I seriously doubt that any of these B-players would have been hired by any other administration. Not only do they not inspire confidence in a crisis, but they are all walking around knowing that Trump would stab every one of them in the back with his Twitter knife, at any moment, if it served him. This makes them even less effective.
Indeed, Trump’s biggest disruption has been to undermine the norms and values we associate with a U.S. president and U.S. leadership. And now that Trump has freed himself of all restraints from within his White House staff, his cabinet and his party — so that “Trump can be Trump,” we are told — he is freer than ever to remake America in his image.
And what is that image? According to The Washington Post’s latest tally, Trump has made 7,546 false or misleading claims, an average of five a day, through Dec. 20, the 700th day of his term in office. And all that was supposedly before “we let Trump be Trump.”
If America starts to behave as a selfish, shameless, lying grifter like Trump, you simply cannot imagine how unstable — how disruptive —world markets and geopolitics may become.
We cannot afford to find out.
With the start of the French election just days away, investors are contemplating their nightmare scenario: a choice between far-left and far-right candidates.
In recent days, a surge in opinion polls has placed Jean-Luc Mélenchon, a left-wing firebrand who promises higher wages and fewer working hours, as a potential candidate to move past this Sunday’s first round of voting. That could set up a second-round vote in May 7 with Marine Le Pen, an economic nationalist who wants to pull France out of the euro.
.. A runoff between Ms. Le Pen and Mr. Mélenchon “would be a disaster for France…[and] a disaster for Europe,” said Patrick Zweifel, chief economist at Pictet Asset Management.
Under that scenario, investors would dump the debt of France and of weaker European economies and send the euro sharply lower, analysts say.
.. the cost of insurance against a sharp fall in the euro, as measured by so-called one-month risk reversals, hit levels seen at the height of the continent’s sovereign-debt crisis in 2011.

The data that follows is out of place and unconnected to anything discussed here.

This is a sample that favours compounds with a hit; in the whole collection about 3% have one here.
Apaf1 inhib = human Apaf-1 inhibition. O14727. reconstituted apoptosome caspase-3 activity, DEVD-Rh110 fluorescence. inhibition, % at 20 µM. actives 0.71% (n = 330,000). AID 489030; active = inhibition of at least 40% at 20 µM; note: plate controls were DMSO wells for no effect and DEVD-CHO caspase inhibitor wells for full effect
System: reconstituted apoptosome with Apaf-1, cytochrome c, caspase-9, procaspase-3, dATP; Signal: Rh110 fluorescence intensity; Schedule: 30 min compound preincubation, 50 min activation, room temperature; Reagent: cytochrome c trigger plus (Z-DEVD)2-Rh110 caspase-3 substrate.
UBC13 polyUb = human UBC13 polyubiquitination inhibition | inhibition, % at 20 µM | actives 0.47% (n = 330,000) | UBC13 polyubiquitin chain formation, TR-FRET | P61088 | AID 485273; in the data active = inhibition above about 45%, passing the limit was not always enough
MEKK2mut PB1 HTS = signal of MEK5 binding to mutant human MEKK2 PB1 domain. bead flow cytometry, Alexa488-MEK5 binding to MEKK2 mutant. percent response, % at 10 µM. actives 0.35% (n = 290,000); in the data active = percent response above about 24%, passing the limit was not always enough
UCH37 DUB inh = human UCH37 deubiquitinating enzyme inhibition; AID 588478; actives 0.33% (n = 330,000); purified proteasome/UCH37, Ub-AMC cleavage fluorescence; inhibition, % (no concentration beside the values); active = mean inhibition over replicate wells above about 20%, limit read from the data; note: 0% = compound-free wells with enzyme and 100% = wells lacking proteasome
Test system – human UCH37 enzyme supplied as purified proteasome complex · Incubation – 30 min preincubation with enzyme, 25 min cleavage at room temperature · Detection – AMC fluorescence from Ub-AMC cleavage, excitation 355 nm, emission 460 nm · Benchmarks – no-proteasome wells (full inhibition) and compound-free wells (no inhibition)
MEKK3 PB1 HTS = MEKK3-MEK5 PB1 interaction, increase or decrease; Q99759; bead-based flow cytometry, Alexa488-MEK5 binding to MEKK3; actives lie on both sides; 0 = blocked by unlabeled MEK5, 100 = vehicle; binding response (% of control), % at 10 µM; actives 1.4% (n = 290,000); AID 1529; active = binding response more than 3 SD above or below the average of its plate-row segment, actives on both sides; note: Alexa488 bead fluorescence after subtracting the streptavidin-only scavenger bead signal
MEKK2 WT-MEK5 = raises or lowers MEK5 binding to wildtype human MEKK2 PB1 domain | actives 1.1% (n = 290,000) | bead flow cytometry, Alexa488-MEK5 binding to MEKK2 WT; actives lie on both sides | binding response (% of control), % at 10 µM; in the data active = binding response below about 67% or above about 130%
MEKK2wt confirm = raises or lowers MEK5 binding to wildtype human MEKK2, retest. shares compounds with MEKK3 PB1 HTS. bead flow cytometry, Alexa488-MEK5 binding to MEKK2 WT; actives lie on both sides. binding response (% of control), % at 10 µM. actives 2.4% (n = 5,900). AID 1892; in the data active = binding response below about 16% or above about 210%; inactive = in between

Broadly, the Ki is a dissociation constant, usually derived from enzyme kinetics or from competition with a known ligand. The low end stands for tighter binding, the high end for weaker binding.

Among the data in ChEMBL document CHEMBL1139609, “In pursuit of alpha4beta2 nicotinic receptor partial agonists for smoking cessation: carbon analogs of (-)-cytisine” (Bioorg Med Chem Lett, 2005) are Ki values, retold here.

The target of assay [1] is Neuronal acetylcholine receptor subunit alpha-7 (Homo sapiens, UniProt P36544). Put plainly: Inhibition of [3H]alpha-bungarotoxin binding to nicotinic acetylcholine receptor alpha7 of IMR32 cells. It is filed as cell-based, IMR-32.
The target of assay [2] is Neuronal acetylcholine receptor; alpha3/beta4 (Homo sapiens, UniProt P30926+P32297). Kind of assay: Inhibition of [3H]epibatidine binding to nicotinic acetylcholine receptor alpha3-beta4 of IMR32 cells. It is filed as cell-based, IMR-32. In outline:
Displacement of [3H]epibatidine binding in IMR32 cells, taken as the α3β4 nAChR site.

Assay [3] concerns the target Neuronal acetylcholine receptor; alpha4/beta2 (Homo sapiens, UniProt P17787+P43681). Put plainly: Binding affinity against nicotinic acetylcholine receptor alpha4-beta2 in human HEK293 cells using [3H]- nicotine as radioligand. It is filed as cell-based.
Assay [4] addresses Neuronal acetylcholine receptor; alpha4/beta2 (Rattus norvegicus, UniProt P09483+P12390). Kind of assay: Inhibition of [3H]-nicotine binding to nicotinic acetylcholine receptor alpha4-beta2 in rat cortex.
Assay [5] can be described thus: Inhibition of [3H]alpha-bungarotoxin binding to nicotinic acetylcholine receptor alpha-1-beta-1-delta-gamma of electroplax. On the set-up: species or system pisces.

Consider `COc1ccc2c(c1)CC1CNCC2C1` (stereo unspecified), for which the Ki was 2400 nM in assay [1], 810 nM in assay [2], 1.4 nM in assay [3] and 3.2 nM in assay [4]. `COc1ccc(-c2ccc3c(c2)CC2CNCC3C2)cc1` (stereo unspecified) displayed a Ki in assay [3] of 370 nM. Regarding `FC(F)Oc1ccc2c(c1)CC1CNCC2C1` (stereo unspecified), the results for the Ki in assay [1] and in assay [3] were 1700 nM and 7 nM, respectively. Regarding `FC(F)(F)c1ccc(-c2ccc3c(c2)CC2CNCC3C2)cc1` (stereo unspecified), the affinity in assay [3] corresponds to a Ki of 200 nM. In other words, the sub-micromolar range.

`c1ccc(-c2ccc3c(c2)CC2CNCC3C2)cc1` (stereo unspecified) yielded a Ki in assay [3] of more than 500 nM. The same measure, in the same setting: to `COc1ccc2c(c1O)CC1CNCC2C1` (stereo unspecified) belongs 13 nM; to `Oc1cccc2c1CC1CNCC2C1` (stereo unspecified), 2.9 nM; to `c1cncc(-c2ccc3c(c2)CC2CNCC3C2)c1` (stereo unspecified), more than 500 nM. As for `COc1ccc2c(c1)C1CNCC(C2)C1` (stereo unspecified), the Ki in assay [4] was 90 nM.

.. For months, investors prepared for a runoff that pitted Ms. Le Pen against a candidate from the political mainstream, either François Fillon, a center-right former prime minister, or Emmanuel Macron, a former economy minister.
.. Analysts believe that either would beat Ms. Le Pen in a second round, as voters of different political stripes coalesced around a candidate that wasn’t the National Front leader.
.. The prospect of a victory for Ms. Le Pen, however distant, has long spooked markets. Ms. Le Pen’s desire to pull France out of the eurozone has raised concerns that the entire block could unravel.
.. In a runoff between Mr. Mélenchon and Ms. Le Pen, the sort of trading that hit markets during the eurozone’s sovereign-debt crisis, including extreme volatility in the euro and a selloff in the bonds of weaker members, would re-emerge, some analysts predict.
.. Mr. Mélenchon favors granting a sixth week of annual vacation; encouraging a four-day, 32-hour workweek; raising the minimum wage; and reducing the retirement age.
.. “It’s all very well having a mandate in the presidential election, but you need support in the national assembly too,”
The “Trump trade” has become market shorthand for stocks up, dollar up, bond yields up—and while it has had a rough ride recently, shares remain more than 10% above election day.
.. The basic distinction is between global growth, which was happening anyway and has sped up this year, and a U.S. boom induced by Donald Trump’s promised policies.
The idea that the U.S. would power ahead of the rest of the world was reflected in sharp U.S. stock market outperformance, as well as the stronger dollar. No longer. U.S. equity performance since the election is now merely in line with the rest of the world and slightly behind Europe, in constant currency terms, while the dollar’s given back about half its postelection gains.
Bank red tape.
It is hard to split out bank stocks from bond yields, as the two have moved tightly together recently, but an administration packed with former Wall Street executives pledging to slash financial bureaucracy ought to be great for banks. Investors are still giving credence to the idea of a bonfire of regulations, with U.S. bank stocks 12% ahead of the market, about double the outperformance of banks in the eurozone.
In the United States, two illusions have been important recently in financial markets. One is the carefully nurtured perception that President-elect Donald Trump is a business genius who can apply his deal-making skills to make America great again. The other is a naturally occurring illusion: the proximity of Dow 20,000.
.. the Dow had already hit nine record highs before the election, when Hillary Clinton was projected to win. In nominal terms, the Dow is up 70% from its peak in January 2000.
.. But these numbers are illusory. The US has a national policy of overall inflation. The US Federal Reserve has set an inflation “objective” of 2% in terms of the personal consumption expenditure deflator. This means that all prices should tend to go up by about 2% per year, or 22% per decade.
.. The Dow is up only 19% in real (inflation-adjusted) terms since 2000. A 19% increase in 17 years is underwhelming
.. The Fed, like the world’s other central banks, is steadily debasing the currency, in order to create inflation.